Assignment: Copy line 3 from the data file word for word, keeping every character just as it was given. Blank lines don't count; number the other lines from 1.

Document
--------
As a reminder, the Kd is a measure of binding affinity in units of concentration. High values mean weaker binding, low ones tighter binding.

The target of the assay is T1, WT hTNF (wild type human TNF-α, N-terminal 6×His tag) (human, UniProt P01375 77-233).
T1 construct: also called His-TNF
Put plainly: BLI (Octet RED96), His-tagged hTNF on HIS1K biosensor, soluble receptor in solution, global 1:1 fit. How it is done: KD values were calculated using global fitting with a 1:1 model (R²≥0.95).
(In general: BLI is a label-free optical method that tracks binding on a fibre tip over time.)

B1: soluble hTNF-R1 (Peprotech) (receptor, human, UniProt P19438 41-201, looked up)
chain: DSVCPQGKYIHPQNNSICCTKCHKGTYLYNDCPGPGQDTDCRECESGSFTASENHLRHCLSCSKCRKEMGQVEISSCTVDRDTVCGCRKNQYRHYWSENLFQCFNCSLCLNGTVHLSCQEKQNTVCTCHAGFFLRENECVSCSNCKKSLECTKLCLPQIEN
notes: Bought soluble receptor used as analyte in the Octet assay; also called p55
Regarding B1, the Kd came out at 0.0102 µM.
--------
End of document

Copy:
T1 construct: also called His-TNF